Where design criteria and construction standards conflict, the more stringent of the two should be observed unless documented direction from the EOR and/or authority having jurisdiction is provided stating otherwise. The EPS or genset(s) would then later be demonstrated as integrated with other EPSS components, such as transfer switches and/or paralleling switchgear.

While the intricacies of an EPSS test are too numerous for elaborating here, the major steps typically include the following:

Typical EPSS testing steps:

  • Ensure all system components are in auto/ready position.
  • Simulate normal power outage.
  • Ensure generator(s) start.
  • Verify transfer switches transfer. Record transfer times.
  • Verify paralleling, load sharing, if applicable.
  • Verify emergency loads are operating.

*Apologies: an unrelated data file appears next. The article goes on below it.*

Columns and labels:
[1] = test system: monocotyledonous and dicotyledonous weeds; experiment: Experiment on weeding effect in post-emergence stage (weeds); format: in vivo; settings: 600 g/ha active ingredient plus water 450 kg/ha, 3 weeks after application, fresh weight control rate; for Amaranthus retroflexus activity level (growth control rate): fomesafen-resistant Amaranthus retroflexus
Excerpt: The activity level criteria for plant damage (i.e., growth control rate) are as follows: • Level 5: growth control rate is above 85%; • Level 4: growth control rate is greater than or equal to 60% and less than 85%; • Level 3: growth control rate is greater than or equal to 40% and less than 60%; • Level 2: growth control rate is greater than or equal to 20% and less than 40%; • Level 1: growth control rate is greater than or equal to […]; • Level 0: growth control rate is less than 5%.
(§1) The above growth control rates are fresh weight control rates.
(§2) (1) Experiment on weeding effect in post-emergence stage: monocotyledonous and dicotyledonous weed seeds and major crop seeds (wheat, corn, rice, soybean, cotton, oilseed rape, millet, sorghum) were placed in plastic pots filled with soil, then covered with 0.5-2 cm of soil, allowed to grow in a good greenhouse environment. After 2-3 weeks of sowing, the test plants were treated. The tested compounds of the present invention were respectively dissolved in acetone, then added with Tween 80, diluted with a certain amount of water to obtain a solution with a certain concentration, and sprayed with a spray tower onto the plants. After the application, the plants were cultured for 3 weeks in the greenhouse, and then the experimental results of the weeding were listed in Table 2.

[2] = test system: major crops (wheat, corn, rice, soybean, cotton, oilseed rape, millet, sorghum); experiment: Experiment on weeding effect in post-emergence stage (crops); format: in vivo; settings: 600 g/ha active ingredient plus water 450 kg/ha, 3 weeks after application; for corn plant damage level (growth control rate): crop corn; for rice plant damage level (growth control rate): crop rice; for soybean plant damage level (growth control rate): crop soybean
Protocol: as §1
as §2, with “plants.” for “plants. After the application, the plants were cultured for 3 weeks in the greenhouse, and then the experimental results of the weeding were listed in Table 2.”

• Test load shedding, load prioritization.
  • Restore normal power.
  • Verify retransfer times.
  • Verify engine cooldown.

Contractor participation in commissioning EPSS:

  • Electrical contractor: Available on-site to answer any questions, make necessary adjustments or energize/de-energize equipment if necessary.
  • Generator vendor: Technician who has knowledge of the generator engine who can answer questions or make adjustments if necessary.
  • ATS/paralleling switchgear vendor: Technician who has knowledge of the ATS and paralleling switchgear who can answer questions and make programming adjustments if necessary.